Do you want to decode your dreams? Reading the following books can help

Are you someone who is very often transported to the dreamscape? Whether it’s being chased by an unknown entity down an empty hallway or more sublime ones where you meet the people you wanted to meet in person but couldn’t, dreams come in different forms. Some let us wake up with a smile while others are terrifying.

However, one thing that you will have questioned at least once in your life is the meaning of these dreams. With no known scientific process to deduce our dreams, we are simply left to speculation and often forget our dreams. However, if you want to dig deeper into the same, here are five books you can read to better understand your dreams.

The Interpretation of Dreams by Sigmund Freud: Freud’s most important work attempts to give readers insight into the unconscious through dream interpretations. It captivates readers with symbolisms that explain how ordinary events present themselves in dreams.

‘Psychology of the Unconscious’ by Carl Jung: Carl Jung made a significant break from the psychoanalytic tradition established by his mentor, Sigmund Freud, in his most famous and influential work. Rather than focusing on psychopathology and its symptoms, the Swiss psychiatrist delved into dreams, mythology, and literature to uncover universal psychic patterns. It illustrates a theoretical split between Jung and Freud on the nature of the libido. The friendship between the two men ended with the release of this book, with both saying the other could not accept that he was wrong.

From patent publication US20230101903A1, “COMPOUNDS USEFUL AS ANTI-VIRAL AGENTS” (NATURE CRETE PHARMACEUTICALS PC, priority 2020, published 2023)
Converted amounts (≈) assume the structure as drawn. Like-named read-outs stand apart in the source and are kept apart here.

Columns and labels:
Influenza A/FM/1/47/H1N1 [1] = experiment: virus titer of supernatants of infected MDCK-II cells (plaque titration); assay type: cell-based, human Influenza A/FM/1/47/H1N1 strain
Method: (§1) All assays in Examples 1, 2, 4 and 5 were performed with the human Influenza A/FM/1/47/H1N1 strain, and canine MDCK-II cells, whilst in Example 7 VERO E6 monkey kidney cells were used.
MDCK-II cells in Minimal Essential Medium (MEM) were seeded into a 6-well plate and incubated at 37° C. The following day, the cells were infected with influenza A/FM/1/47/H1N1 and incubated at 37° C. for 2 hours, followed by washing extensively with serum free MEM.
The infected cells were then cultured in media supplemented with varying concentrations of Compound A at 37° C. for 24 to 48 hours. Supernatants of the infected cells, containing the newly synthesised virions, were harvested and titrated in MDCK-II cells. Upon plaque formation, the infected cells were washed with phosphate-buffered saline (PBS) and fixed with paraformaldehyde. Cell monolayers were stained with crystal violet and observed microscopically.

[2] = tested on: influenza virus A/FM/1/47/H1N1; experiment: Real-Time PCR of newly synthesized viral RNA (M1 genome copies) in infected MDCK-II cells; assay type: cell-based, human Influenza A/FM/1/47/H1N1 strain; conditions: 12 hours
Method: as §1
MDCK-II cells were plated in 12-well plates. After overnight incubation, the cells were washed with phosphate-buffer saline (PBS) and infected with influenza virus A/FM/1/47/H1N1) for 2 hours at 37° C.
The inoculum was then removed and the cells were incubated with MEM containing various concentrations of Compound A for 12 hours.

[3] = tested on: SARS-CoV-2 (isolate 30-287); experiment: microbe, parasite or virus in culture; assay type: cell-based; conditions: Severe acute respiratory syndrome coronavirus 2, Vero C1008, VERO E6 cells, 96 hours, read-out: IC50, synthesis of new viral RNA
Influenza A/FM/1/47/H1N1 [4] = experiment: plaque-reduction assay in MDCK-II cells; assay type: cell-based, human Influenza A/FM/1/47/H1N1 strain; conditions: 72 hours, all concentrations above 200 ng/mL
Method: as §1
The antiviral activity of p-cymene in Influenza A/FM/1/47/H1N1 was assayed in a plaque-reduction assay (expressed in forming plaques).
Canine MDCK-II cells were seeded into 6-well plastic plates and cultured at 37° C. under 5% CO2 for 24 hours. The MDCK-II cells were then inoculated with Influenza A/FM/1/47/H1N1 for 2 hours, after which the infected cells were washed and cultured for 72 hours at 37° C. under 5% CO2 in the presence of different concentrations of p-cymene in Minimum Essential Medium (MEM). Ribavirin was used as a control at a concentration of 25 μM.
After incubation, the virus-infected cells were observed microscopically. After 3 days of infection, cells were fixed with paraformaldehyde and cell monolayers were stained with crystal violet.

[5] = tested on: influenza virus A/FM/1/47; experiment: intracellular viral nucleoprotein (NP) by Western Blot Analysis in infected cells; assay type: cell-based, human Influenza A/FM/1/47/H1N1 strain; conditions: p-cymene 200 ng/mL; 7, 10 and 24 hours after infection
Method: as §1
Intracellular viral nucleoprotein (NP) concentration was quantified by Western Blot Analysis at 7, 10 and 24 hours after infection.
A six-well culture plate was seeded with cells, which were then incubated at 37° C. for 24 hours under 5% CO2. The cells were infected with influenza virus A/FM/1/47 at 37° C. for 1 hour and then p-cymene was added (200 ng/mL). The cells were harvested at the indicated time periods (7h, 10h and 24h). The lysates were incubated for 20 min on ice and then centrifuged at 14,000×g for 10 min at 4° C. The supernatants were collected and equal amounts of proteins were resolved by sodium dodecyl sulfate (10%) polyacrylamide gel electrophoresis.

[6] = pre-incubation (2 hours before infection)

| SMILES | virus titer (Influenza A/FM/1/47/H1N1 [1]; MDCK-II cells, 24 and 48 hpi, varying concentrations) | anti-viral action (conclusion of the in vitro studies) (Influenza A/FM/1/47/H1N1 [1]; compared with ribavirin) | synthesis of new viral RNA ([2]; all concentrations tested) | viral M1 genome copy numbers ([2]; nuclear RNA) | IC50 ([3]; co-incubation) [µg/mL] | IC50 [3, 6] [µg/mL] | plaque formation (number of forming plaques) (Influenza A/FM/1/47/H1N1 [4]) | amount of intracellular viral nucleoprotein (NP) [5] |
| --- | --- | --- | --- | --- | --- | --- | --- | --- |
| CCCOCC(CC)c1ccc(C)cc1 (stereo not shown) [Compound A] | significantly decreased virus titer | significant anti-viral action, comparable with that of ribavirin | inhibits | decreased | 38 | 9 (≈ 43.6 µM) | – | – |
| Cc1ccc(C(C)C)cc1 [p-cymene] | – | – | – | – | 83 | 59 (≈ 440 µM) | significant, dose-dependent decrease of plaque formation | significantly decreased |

“Sleeping, Dreaming and Dying” by the 14th Dalai Lama: A chronicle of the Dalai Lama’s conversations with renowned Western scientists, Dr. Joyce MacDougal, Dr. Jerome Engel and others, this book covers topics ranging from sleep neurology to dream yoga. It is sure to leave the reader in awe.

“Where Dreams Come to Life” by Lynne Radomsky: The book is about the practice of “shadow work,” which allows users to delve into the more repressed aspects of their subconscious brain. It was written especially for black women.

Lucid Dreaming by Robert Waggober: Dreaming with awareness is known as lucid dreaming. The book breaks down the five phases of lucid dreaming and teaches how to master them all in an autobiographical style. It also includes advice for people who have never been in a lucid dream state, as well as suggestions on how experienced lucid dreamers can take it to the next level.

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